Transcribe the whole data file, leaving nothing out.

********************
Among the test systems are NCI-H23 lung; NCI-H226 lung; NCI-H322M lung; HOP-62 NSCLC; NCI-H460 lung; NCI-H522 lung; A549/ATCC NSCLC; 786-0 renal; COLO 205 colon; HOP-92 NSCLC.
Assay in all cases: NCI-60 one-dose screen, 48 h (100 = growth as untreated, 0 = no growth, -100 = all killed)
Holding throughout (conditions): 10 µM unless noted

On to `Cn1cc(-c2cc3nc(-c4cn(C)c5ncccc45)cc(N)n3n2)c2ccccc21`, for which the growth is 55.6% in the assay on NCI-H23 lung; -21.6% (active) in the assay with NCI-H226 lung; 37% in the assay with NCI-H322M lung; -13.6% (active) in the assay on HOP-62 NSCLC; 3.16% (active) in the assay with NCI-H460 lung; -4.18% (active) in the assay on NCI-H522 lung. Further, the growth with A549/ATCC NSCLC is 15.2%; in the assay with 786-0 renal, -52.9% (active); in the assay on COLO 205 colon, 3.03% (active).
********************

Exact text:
Among the test systems are NCI-H23 lung; NCI-H226 lung; NCI-H322M lung; HOP-62 NSCLC; NCI-H460 lung; NCI-H522 lung; A549/ATCC NSCLC; 786-0 renal; COLO 205 colon; HOP-92 NSCLC.
Assay in all cases: NCI-60 one-dose screen, 48 h (100 = growth as untreated, 0 = no growth, -100 = all killed)
Holding throughout (conditions): 10 µM unless noted

On to `Cn1cc(-c2cc3nc(-c4cn(C)c5ncccc45)cc(N)n3n2)c2ccccc21`, for which the growth is 55.6% in the assay on NCI-H23 lung; -21.6% (active) in the assay with NCI-H226 lung; 37% in the assay with NCI-H322M lung; -13.6% (active) in the assay on HOP-62 NSCLC; 3.16% (active) in the assay with NCI-H460 lung; -4.18% (active) in the assay on NCI-H522 lung. Further, the growth with A549/ATCC NSCLC is 15.2%; in the assay with 786-0 renal, -52.9% (active); in the assay on COLO 205 colon, 3.03% (active).